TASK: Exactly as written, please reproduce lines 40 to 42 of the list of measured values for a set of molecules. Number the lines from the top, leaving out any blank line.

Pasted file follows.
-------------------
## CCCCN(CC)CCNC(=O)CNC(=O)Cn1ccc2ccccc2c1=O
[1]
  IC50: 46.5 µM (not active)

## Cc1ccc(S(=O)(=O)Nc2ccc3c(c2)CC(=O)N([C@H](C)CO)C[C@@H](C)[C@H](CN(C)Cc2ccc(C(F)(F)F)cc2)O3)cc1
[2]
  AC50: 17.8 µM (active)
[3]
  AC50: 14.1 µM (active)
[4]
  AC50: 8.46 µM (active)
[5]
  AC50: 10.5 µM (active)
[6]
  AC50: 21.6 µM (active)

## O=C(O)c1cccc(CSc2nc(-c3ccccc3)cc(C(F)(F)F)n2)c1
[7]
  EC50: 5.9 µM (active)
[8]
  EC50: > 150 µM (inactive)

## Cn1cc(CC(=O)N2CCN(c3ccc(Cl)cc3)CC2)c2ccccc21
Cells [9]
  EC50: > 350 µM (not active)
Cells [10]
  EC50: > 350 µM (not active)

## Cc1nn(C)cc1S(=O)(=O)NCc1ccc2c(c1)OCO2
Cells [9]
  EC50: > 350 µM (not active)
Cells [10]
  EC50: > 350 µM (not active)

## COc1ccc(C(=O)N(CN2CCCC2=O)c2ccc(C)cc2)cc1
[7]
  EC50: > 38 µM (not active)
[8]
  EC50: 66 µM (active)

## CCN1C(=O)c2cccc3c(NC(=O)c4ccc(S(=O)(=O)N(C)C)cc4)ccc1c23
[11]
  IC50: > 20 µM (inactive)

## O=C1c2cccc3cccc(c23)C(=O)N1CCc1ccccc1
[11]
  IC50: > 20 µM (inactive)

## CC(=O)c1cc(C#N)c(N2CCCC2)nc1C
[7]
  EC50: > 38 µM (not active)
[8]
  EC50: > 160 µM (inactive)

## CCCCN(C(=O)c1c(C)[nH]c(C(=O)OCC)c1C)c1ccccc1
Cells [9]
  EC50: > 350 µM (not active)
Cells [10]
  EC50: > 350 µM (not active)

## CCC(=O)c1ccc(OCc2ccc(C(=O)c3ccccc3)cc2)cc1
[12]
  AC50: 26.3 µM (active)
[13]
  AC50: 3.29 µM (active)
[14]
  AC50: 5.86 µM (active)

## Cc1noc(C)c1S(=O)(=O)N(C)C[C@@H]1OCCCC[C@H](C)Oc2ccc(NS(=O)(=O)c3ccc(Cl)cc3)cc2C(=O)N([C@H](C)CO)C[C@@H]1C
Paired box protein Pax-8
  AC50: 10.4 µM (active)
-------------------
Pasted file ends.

  IC50: > 20 µM (inactive)

## CC(=O)c1cc(C#N)c(N2CCCC2)nc1C
[7]